Monday, December 20, 2010

Where I get a diagnosis and worry about the end of the world.

Remember this post?  My body's Labor Day gift to me?  Well, I've been fighting for air ever since.  I had a doctor give me a rescue inhaler back in September and I went through that puppy in 2 months, and so I decided I needed to see another doctor (you know, one that would actually listen to me breathe. Which the first doctor did not. Kind of weird in my book.)  And so I saw Dr. A on Thursday.

His diagnosis? I have asthma.  Not a big revelation, but nice to hear all the same.  Because my world has suffered because of the loss of breath. Most importantly: I've stopped running. I only ran twice in November and haven't ran at all in December.  But I am hoping that thanks Dr A's diagnosis and the administration of a maintenance inhaler, this should be under control soon.  Yahoo!

But, you see, now I have something else to worry about.  Because now I officially have Something Wrong.  A Something Wrong that makes me rely on something outside myself to make daily function possible.  Which makes me worry about the end of the world.

I've always done this.  I used to worry about my nieces' dressers falling over on top of them if we ever had The Big Earthquake (which we still haven't had. Don't remind me.)  Speaking of earthquakes, in 8th grade (Mr. Kennedy!! Anyone remember him?), I had a fool-proof place to hide when The Big Earthquake hit: in the built-in cabinets that lined the wall of the classroom.  I reasoned that they would be much sturdier than the desk that they required me to hide under during earthquake drills. But then I would think about the built-in cabinets falling over with me inside of them and then I would be trapped inside of them instead of just trapped under the rubble that crushed my desk.  Oh and I didn't mention that no one knew I had crawled inside the cabinets so I would be stuck forever in Mr. Kennedy's classroom.

It makes me claustrophobic just thinking about it.

But anyway, now that I have not just one but two inhalers to keep my lung function normal, what am I supposed to do when the end of the world comes?  I mean, not the end-end, when everything goes up in smoke, but the end, post-earthquake or global financial collapse or whatever takes us down, when we don't have medicine or pharmacies or mail order drugs.  Or gas stations that sell Dr. Pepper with a shot of vanilla.  I'll suffocate in a month (and without any DP to take my mind off of things.)  And that will really suck.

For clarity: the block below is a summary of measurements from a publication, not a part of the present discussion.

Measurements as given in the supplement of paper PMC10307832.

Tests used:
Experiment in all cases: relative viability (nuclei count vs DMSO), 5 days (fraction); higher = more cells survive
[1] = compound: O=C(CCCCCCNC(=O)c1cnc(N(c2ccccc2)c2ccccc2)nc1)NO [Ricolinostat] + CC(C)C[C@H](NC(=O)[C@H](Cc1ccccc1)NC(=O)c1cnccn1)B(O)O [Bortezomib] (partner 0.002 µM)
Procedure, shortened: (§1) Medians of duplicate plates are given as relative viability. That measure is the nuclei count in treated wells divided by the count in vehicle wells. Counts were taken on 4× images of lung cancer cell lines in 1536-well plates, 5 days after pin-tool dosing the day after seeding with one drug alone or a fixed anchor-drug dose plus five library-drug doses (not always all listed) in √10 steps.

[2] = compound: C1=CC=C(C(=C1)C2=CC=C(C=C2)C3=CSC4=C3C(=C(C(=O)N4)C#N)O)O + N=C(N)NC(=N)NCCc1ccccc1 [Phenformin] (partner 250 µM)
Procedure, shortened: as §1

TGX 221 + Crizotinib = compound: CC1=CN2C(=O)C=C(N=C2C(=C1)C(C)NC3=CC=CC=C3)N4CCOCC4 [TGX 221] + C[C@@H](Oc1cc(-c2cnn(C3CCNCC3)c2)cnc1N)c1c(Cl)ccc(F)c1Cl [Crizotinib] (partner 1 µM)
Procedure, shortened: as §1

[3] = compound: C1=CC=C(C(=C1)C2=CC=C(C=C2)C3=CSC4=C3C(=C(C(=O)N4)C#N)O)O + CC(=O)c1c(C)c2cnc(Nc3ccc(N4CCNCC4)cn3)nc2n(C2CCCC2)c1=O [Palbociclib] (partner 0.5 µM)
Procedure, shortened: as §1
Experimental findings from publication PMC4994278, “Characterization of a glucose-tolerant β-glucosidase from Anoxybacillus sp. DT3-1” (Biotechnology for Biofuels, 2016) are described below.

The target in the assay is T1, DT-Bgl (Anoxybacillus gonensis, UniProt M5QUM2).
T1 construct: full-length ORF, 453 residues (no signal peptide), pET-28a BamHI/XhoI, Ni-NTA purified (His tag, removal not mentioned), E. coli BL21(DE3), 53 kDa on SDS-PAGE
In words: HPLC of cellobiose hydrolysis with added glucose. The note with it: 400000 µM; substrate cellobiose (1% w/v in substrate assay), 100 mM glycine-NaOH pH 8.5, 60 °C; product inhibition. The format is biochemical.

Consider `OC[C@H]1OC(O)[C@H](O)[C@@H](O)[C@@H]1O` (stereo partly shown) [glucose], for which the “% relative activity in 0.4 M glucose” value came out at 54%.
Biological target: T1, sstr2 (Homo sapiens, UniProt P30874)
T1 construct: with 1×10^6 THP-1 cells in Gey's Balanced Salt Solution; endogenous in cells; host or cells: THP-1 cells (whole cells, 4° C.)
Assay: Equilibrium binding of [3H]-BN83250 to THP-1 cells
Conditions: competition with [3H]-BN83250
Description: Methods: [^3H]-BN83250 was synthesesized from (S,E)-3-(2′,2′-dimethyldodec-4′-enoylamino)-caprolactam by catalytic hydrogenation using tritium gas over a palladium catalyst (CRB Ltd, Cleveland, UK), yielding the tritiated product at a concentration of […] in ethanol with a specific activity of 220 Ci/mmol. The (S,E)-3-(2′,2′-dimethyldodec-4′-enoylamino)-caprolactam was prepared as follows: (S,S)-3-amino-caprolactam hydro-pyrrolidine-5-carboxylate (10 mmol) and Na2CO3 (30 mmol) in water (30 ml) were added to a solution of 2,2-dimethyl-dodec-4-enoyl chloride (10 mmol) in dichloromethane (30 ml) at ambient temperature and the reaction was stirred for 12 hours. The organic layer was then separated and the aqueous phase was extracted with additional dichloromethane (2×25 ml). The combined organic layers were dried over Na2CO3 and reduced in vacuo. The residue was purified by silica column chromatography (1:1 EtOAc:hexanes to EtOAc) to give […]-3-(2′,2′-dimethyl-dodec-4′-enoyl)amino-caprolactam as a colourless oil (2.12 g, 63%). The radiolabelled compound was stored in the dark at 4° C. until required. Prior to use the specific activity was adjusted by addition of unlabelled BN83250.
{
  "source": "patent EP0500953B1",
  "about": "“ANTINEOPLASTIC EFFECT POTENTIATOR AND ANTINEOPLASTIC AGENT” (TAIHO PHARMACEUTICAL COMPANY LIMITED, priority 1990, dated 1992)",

So while I'm grateful for Dr. A and his ability to digitize my lung function, I don't appreciate the result of his diagnosis and my reliance on something Other.  And now I want to know: do you ever worry about these things or am I the only one?  Did anyone else fantasize about climbing into Mr. Kennedy's cabinets (but not with Mr. Kennedy; ick!)?


Lucy said...

I'm glad you got a diagnosis. It stinks to deal with but at least now, you can treat it and expect it.

I am no doomsdayer so I always smile when I listen or read the frettings of those that are. Of course, that just means you'll be better prepared for that great awful thing that is bound to happen, but I'm just not going to worry about that yet:):)

Amy Sorensen said...

Like Lucy said...thankful for the diagnosis. BUT! I am so sorry you have to deal with it. Hopefully the meds will help. HUGS, sister!

As for worrying....ummmm,yeah. I do the same thing, no matter what situation i am in. Beach? Someone is going to drown. Hiking? Someone might fall. Etc, etc. I think it comes from Dad!

Apryl said...

Oh sweetie, we are totally on the same page. Is there something to worry about? I've worried about it. (I think I've told you before, but when I was a kid, the first thing I'd do when I went into a new room was imagine where I'd go if there was an earthquake. Want to test me?

Grocery Store: Flip over the cart & go under it

Movie Theatre: Climb under the seats, obviously

Shower: Rise out shampoo, then wrap in towel, grab glasses & get away from the mirror

Go ahead, test me.

Just stock up on a 5 year supply of inhalers. Then I will stop worrying about it for you.